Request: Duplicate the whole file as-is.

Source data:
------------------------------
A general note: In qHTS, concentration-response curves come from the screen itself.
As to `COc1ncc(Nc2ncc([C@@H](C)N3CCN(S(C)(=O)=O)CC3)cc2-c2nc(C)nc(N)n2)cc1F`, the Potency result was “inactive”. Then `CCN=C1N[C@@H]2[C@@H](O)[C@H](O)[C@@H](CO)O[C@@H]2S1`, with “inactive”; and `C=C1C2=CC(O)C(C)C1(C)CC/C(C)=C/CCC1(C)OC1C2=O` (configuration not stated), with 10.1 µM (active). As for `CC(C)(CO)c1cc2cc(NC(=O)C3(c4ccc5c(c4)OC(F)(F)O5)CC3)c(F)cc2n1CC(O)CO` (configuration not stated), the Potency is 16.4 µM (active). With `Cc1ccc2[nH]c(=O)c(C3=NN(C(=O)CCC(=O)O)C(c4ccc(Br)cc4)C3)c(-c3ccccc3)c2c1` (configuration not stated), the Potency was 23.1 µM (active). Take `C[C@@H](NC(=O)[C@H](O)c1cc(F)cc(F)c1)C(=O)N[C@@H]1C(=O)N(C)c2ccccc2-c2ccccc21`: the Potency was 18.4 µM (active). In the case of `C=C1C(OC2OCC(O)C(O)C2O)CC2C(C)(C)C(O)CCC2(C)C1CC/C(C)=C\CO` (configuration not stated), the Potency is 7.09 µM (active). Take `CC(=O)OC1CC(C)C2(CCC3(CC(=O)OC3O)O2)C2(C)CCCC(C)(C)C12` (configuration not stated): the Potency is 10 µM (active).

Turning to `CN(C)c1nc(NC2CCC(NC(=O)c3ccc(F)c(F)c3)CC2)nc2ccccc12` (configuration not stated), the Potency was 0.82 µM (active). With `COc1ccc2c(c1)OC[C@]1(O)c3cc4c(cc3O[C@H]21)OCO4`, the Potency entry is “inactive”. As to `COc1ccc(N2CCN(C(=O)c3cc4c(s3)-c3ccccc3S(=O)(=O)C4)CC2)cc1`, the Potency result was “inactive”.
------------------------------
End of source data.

A general note: In qHTS, concentration-response curves come from the screen itself.
As to `COc1ncc(Nc2ncc([C@@H](C)N3CCN(S(C)(=O)=O)CC3)cc2-c2nc(C)nc(N)n2)cc1F`, the Potency result was “inactive”. Then `CCN=C1N[C@@H]2[C@@H](O)[C@H](O)[C@@H](CO)O[C@@H]2S1`, with “inactive”; and `C=C1C2=CC(O)C(C)C1(C)CC/C(C)=C/CCC1(C)OC1C2=O` (configuration not stated), with 10.1 µM (active). As for `CC(C)(CO)c1cc2cc(NC(=O)C3(c4ccc5c(c4)OC(F)(F)O5)CC3)c(F)cc2n1CC(O)CO` (configuration not stated), the Potency is 16.4 µM (active). With `Cc1ccc2[nH]c(=O)c(C3=NN(C(=O)CCC(=O)O)C(c4ccc(Br)cc4)C3)c(-c3ccccc3)c2c1` (configuration not stated), the Potency was 23.1 µM (active). Take `C[C@@H](NC(=O)[C@H](O)c1cc(F)cc(F)c1)C(=O)N[C@@H]1C(=O)N(C)c2ccccc2-c2ccccc21`: the Potency was 18.4 µM (active). In the case of `C=C1C(OC2OCC(O)C(O)C2O)CC2C(C)(C)C(O)CCC2(C)C1CC/C(C)=C\CO` (configuration not stated), the Potency is 7.09 µM (active). Take `CC(=O)OC1CC(C)C2(CCC3(CC(=O)OC3O)O2)C2(C)CCCC(C)(C)C12` (configuration not stated): the Potency is 10 µM (active).

Turning to `CN(C)c1nc(NC2CCC(NC(=O)c3ccc(F)c(F)c3)CC2)nc2ccccc12` (configuration not stated), the Potency was 0.82 µM (active). With `COc1ccc2c(c1)OC[C@]1(O)c3cc4c(cc3O[C@H]21)OCO4`, the Potency entry is “inactive”. As to `COc1ccc(N2CCN(C(=O)c3cc4c(s3)-c3ccccc3S(=O)(=O)C4)CC2)cc1`, the Potency result was “inactive”.